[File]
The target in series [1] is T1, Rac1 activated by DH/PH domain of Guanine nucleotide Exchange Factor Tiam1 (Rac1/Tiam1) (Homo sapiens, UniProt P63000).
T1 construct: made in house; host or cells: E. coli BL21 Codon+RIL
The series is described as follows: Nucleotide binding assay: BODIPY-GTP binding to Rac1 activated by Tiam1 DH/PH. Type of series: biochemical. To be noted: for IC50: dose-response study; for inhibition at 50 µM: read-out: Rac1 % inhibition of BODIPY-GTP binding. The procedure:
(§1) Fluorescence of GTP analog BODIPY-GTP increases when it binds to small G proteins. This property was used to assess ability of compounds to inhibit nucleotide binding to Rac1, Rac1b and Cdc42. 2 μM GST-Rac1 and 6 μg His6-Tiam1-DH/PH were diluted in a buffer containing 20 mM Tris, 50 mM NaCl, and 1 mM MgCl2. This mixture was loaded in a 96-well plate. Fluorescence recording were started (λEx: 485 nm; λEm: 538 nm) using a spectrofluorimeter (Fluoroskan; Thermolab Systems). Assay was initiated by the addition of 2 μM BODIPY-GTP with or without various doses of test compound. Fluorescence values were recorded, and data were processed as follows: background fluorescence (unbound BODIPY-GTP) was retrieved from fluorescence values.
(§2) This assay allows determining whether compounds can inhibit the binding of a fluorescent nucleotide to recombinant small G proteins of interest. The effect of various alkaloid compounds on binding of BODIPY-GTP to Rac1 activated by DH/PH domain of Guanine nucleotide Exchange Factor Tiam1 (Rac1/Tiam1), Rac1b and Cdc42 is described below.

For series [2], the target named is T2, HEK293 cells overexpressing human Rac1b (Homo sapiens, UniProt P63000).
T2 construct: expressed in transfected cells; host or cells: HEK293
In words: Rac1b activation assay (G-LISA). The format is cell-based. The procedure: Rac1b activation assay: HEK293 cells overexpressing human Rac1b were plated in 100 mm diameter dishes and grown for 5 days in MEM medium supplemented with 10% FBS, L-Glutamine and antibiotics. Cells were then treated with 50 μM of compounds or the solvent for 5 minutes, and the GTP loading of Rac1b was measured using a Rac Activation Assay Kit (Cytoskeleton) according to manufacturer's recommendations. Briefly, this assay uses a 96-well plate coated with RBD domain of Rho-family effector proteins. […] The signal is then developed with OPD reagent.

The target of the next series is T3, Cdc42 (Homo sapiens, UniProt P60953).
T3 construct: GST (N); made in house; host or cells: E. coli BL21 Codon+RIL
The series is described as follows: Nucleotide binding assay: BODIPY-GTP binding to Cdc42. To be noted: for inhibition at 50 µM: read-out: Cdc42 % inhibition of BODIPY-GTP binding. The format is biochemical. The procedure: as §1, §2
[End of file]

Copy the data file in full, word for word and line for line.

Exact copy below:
The target in series [1] is T1, Rac1 activated by DH/PH domain of Guanine nucleotide Exchange Factor Tiam1 (Rac1/Tiam1) (Homo sapiens, UniProt P63000).
T1 construct: made in house; host or cells: E. coli BL21 Codon+RIL
The series is described as follows: Nucleotide binding assay: BODIPY-GTP binding to Rac1 activated by Tiam1 DH/PH. Type of series: biochemical. To be noted: for IC50: dose-response study; for inhibition at 50 µM: read-out: Rac1 % inhibition of BODIPY-GTP binding. The procedure:
(§1) Fluorescence of GTP analog BODIPY-GTP increases when it binds to small G proteins. This property was used to assess ability of compounds to inhibit nucleotide binding to Rac1, Rac1b and Cdc42. 2 μM GST-Rac1 and 6 μg His6-Tiam1-DH/PH were diluted in a buffer containing 20 mM Tris, 50 mM NaCl, and 1 mM MgCl2. This mixture was loaded in a 96-well plate. Fluorescence recording were started (λEx: 485 nm; λEm: 538 nm) using a spectrofluorimeter (Fluoroskan; Thermolab Systems). Assay was initiated by the addition of 2 μM BODIPY-GTP with or without various doses of test compound. Fluorescence values were recorded, and data were processed as follows: background fluorescence (unbound BODIPY-GTP) was retrieved from fluorescence values.
(§2) This assay allows determining whether compounds can inhibit the binding of a fluorescent nucleotide to recombinant small G proteins of interest. The effect of various alkaloid compounds on binding of BODIPY-GTP to Rac1 activated by DH/PH domain of Guanine nucleotide Exchange Factor Tiam1 (Rac1/Tiam1), Rac1b and Cdc42 is described below.

For series [2], the target named is T2, HEK293 cells overexpressing human Rac1b (Homo sapiens, UniProt P63000).
T2 construct: expressed in transfected cells; host or cells: HEK293
In words: Rac1b activation assay (G-LISA). The format is cell-based. The procedure: Rac1b activation assay: HEK293 cells overexpressing human Rac1b were plated in 100 mm diameter dishes and grown for 5 days in MEM medium supplemented with 10% FBS, L-Glutamine and antibiotics. Cells were then treated with 50 μM of compounds or the solvent for 5 minutes, and the GTP loading of Rac1b was measured using a Rac Activation Assay Kit (Cytoskeleton) according to manufacturer's recommendations. Briefly, this assay uses a 96-well plate coated with RBD domain of Rho-family effector proteins. […] The signal is then developed with OPD reagent.

The target of the next series is T3, Cdc42 (Homo sapiens, UniProt P60953).
T3 construct: GST (N); made in house; host or cells: E. coli BL21 Codon+RIL
The series is described as follows: Nucleotide binding assay: BODIPY-GTP binding to Cdc42. To be noted: for inhibition at 50 µM: read-out: Cdc42 % inhibition of BODIPY-GTP binding. The format is biochemical. The procedure: as §1, §2